If you’re here, there’s no need for an elaborate introduction on what cookies are, why they are important, and the significance of cookie consent. You’re already aware that it’s crucial to adhere to specific terms when it comes to using non-essential cookies such as those for advertising and tracking on your website. We’ve all heard about the rules to follow and the severe consequences that await those who fail to comply. Here, we present 8 examples of companies that have faced substantial fines for violating cookie consent laws (and also how you can avoid the cookie consent fines).

To brush up, read next the key requirements of cookie consent laws or skip to the major cookie consent fines.

Basics of cookie consent

Cookie consent refers to the practice of obtaining user consent before placing or storing cookies on visitors’ devices through a website or online service. Cookie consent is an essential aspect of data privacy regulations, and there are specific conditions that need to be met for consent to be considered valid:

  • Freely given: Consent must be given voluntarily and users should have a genuine choice to accept or reject the use of cookies. That means they should not be forced into giving consent with terms or conditions.
  • Informed: Users must receive clear information about the purpose and implications of using cookies. This should include details on cookie types, data collection, processing, and sharing with third parties. Cookie consent banners should prominently offer options to accept (opt-in) or reject (opt-out) cookies, with particular attention given to making the opt-out option easily accessible. Websites must also provide access to policies like privacy and cookie policies, disclosing their detailed data processing practices involving cookies.
  • Specific: Consent should be specific to each purpose for which cookies are used. Users should be able to grant or deny consent for different types of cookies, such as functional, analytical, or marketing cookies, based on their preferences.
  • Unambiguous: Consent must be expressed through affirmative action or clear affirmative statement. It should not be inferred from inactivity or pre-ticked boxes. Users need to actively indicate their agreement or disagreement with the use of cookies.
  • Revocable: Users should have the right to withdraw their consent at any time. The process for revoking consent should be as easy as granting it. Users should be informed about how they can withdraw their consent and have their cookies preferences updated or deleted.
  • Demonstratable: Websites should maintain records of obtained consents to demonstrate compliance with data protection regulations. It is important to keep track of when and how consent was obtained, including any accompanying information provided to users.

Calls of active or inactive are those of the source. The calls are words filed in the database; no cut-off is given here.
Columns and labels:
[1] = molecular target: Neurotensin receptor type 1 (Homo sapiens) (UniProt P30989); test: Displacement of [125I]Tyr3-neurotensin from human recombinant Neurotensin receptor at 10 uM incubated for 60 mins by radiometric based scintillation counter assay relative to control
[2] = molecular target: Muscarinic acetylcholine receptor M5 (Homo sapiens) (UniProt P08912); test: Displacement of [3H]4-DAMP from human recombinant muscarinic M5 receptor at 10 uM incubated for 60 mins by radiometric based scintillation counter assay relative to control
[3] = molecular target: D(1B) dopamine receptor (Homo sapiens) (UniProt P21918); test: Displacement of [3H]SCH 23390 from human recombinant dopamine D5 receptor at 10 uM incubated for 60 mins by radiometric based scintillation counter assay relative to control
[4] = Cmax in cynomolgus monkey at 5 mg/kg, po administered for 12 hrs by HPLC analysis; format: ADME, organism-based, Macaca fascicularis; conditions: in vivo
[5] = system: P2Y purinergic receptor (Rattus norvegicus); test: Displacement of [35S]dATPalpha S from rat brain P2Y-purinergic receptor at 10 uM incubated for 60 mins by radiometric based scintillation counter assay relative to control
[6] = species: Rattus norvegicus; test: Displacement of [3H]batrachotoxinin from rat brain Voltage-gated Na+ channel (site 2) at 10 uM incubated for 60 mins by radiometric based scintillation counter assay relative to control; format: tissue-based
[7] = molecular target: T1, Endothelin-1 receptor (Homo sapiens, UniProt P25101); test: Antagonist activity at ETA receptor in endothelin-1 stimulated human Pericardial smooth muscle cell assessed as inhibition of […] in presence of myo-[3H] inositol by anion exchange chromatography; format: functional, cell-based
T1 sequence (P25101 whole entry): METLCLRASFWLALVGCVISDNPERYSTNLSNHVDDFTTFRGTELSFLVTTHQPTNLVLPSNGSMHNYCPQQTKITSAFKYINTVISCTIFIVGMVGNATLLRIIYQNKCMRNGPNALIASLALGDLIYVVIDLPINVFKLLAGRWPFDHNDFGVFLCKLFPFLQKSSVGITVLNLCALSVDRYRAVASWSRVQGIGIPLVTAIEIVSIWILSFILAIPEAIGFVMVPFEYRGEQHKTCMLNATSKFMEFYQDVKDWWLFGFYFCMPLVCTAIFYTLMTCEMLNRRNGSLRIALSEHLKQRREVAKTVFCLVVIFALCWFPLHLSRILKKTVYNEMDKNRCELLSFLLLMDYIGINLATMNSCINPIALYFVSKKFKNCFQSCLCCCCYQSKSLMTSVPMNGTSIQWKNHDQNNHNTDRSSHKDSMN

By adhering to these valid conditions for cookie consent, companies can ensure that they respect users’ privacy rights, maintain transparency, and meet the requirements of data protection regulations.

TikTok — $5.4 million

In January 2023, France’s data protection watchdog, CNIL, fined TikTok €5 million ($5.4 million) for making it difficult to refuse cookies on its website. The CNIL found that TikTok manipulated consent by discouraging users from rejecting cookies. They required multiple clicks to refuse cookies, but only one click to accept them. TikTok resolved the issue by adding a “Refuse all” button to its site. 

The CNIL also found that TikTok did not adequately inform users about the purpose of cookies. These actions are part of France’s enforcement of cookie consent requirements, which aim to address tracking practices without proper consent. While the enforcement is limited to France, it may have broader implications for companies operating in the EU. TikTok stated that they have addressed the issues and will be prioritizing user privacy in the future.

Microsoft — $65 million

On December 22, 2022, Microsoft Ireland was fined €60 million ($65 million) by CNIL for not providing an easy option to refuse cookies on bing.com. CNIL’s investigations found cookies being used for advertising purposes without user consent. 

The fine was based on the extent of data processing, affected users, and profits generated from the data collected using these cookies. 

Microsoft was ordered to obtain consent from French users before depositing advertising cookies, with a daily penalty of €60,000 for non-compliance. CNIL determined that the company breached Article 82 of the French Data Protection Act by depositing cookies without consent and by not providing a compliant means of collecting consent. 

Sephora — $1.2 million

In August 2022, Sephora, a prominent beauty retailer, became the first company publicly fined for violating California’s Consumer Privacy Act (CCPA). California Attorney General announced a settlement with Sephora to address the alleged CCPA violations, which include:

  • Using data tracking technologies such as cookies that sent consumers’ data to external ad tech and analytics companies without properly informing or offering an opt-out choice to consumers. The CCPA requires businesses to either set up contracts with vendors to ensure compliant data handling or offer consumers a means to opt out, but Sephora did neither.